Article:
Workout warriors ready for real action

A few of the NFL's hard-working players continue to sweat in the summer heat, but they're ready for the team-specific action of training camps to start and the NFL lockout to end.

A trio of highly motivated, well-conditioned NFL athletes were among a few dozen football players sweating through triple-digit heat indexes stuck over Minnesota this week, but despite their passion for being in top physical condition, Larry Fitzgerald, Visanthe Shiancoe and Brian Robison are all ready for the NFL lockout to end and training camps to commence.

"Talking to my player reps, they said by the end of the week they feel confident that things will be moving in the right direction and then the legal system has to take its course in terms of lawyers drawing papers and things," Fitzgerald said after one of his famous workouts this week at the University of Minnesota campus. "Hopefully next week we'll be able to get back on the field. We need to, to get into free agency and address some of the needs that we have on our ball club. But I'm really excited and I know everybody else that's on an NFL roster is really excited, and fans mostly are excited."

Fitzgerald is a Minnesota native who has turned himself in a Pro Bowl wide receiver with the Arizona Cardinals through hard worked learned as a Minnesota Vikings ballboy during the days when Cris Carter and Randy Moss were highlighting the NFL receiving ranks. One of Carter's trainers from those days, Bill Welle, is now the conditioning expert running Fitzgerald's physical grind through the heat and humidity stalled over Minnesota this week.

Robison is a Texas native who signed a three-year, $14.1 million contract with the Vikings before the lockout, and he also happens to be one of the 10 plaintiffs in the Brady v. NFL antitrust lawsuit filed on behalf of the players. As such, Robison has some insight into the progress of the labor impasse and, like many, he believes a resolution is near – very near.

"If you ask me if it's going to get done on Thursday, I have no clue, but I'm definitely confident that something's going to get done soon," Robison said earlier this week, referring to the possibility that NFL owners could vote to accept the terms drafted in the latest proposed collective bargaining agreement. "That's pretty much the whole reason why I came back up here [to Minnesota], because I felt like we were getting close. Hopefully it's closer than what everyone thinks."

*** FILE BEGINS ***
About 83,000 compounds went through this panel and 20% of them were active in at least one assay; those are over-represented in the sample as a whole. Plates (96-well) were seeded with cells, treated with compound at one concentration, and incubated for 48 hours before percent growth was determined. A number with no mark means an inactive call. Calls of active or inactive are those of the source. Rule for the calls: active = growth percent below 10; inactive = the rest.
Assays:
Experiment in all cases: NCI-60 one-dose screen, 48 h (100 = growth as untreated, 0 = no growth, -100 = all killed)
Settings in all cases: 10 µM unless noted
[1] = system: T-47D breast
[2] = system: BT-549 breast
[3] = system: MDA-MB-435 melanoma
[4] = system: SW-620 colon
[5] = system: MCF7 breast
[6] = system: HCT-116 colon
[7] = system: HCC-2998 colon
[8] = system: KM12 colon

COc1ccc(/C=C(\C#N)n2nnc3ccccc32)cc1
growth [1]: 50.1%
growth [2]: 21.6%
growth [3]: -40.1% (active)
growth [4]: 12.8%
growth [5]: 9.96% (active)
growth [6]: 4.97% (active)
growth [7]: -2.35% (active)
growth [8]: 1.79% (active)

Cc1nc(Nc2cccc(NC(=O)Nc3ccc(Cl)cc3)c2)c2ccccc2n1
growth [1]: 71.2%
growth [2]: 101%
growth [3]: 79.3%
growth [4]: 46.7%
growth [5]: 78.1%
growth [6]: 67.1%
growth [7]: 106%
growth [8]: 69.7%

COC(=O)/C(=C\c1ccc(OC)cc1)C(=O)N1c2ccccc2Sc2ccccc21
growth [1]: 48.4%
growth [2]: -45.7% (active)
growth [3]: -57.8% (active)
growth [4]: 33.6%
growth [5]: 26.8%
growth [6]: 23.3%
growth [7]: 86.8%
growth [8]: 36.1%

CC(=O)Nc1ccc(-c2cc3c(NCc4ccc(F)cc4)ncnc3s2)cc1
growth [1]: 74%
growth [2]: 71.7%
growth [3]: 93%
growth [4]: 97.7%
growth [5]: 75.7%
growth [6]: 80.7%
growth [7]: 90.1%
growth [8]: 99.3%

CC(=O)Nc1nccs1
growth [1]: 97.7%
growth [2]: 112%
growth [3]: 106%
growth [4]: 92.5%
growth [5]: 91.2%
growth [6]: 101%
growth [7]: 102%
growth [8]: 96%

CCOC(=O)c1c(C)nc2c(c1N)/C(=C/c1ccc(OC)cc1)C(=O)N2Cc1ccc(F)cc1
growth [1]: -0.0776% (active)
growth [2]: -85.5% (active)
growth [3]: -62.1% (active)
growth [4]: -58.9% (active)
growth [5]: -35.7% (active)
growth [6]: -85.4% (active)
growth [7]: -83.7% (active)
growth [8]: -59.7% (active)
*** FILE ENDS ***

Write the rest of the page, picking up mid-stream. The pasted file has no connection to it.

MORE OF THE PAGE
Everything seems to be in line for a labor deal to be agreed upon by the end of the week, but Robison knows nothing is final until the required signatures are placed on the proper documents.

"We've had a couple of conference calls, as you know through Twitter and all that. We've talked about the ifs, ands and buts and stuff like that. Nothing's in stone right now. Obviously they're going to keep in touch with us and let us know how things are going on basically a daily basis," Robison said. "It's one of those things where we've probably had two or three conference calls in the last week. They're just going to keep talking to us and probably let us know down the road what happens. Hopefully we'll get a settlement and stuff like that and we won't have to worry about it."

The potential end to the lockout is one of the reasons Robison returned to Minnesota this week after working out in Houston for most of the offseason. Shiancoe made his way west from his Baltimore-area workouts, but he's tired of hearing about the lockout and just wants to know when training camp will start.

"I'm waiting. Some people say camp is going to be the 27th, some people say the 31st. Some people say the first. I don't know. I'm tired of listening to that [crap]," he said. "Holler at me when it's time to go. I don't want to hear none of that other stuff. I don't want to hear, ‘OK, well we think.' I don't want to hear that [crap] no more. Let me know when it's time. When it's time, I'm ready to grind."


Tim Yotter is the publisher of Viking Update. Follow Viking Update on Twitter and discuss this topic on our message boards. To become a subscriber to the Viking Update web site or magazine, click here.


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